"If you only have one mutation, maybe you could get an adult onset disease," said Bennett, "but if you had two mutations in the gene, you can get a more severe early onset pediatric, even prenatal onset of disease."

The gene, known as CSF1R, was previously thought to be responsible for the maintenance and production of a cell type known as macrophages that give rise to other types of cells. One was microglia, a type of cell previously thought to only be involved in the brain's immune system. 

"You know, it was a little bit uncertain at the time when we first found this result if this was truly the child's diagnosis or not, but I felt confident about it because it really explained many aspects of his disease," added Bennett.

New understanding of microglia's role in brain development

After the infant died, his parents allowed Bennett and his team to perform an autopsy of his brain. That's when they saw the definitive clue.

"When we looked in the brain, we found that there was essentially no microglia. And to my knowledge, a human brain without microglia had never been described or reported before."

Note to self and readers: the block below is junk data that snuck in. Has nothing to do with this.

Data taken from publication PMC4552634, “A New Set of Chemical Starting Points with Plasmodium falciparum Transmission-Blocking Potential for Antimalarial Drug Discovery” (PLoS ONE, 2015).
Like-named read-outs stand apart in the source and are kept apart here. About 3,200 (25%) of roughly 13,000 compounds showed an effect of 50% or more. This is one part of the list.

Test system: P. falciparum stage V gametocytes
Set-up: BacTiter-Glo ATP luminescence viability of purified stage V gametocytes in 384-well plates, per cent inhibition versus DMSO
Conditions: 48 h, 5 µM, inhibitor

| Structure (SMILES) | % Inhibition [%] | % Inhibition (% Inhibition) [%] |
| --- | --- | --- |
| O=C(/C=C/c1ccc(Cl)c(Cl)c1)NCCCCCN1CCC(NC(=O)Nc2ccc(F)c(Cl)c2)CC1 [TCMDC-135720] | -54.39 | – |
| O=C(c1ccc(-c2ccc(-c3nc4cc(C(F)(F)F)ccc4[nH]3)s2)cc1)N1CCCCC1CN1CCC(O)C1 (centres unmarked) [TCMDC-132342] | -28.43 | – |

This definitely shows, I think, that when you start off life without microglia, you get widespread congenital brain malformations.- Bennett

In the last five to 10 years, scientific evidence has been mounting — especially in studies in animals — that microglia might be playing more of a role in the brain than simply as part of the immune system.

"This definitely shows, I think, that when you start off life without microglia, you get widespread congenital brain malformations," said Bennett.

"I think it provides some of the most definitive evidence that in a human, microglia are required for proper brain development."

Microglia helping build neural wiring in brain

To figure out how the microglia cells may be impacting brain development, Bennett turned to an expert in microglial biology in the Netherlands who developed zebrafish with no microglia. This is how they were able to identify a protein that was significantly altered in the zebrafish brains.

I don't think we should forget how much can be learned from just a single patient with a rare disease. This is an example of that.- Bennett

"What was really cool was we were able to take that sort of basic science discovery and then go back to the brain of our patient and show that, indeed, our patient also had decreased levels of this protein," said Bennett.

"What's very interesting about that is that the neurons that express this protein really do send out wires to other parts of the brain," which Bennett thinks is why "this child had decreased amount of wires … in his brain, meaning decreased amounts of white matter and a failure of the connection between the left and right side of the brain."

"I don't think we should forget how much can be learned from just a single patient with a rare disease. This is an example of that."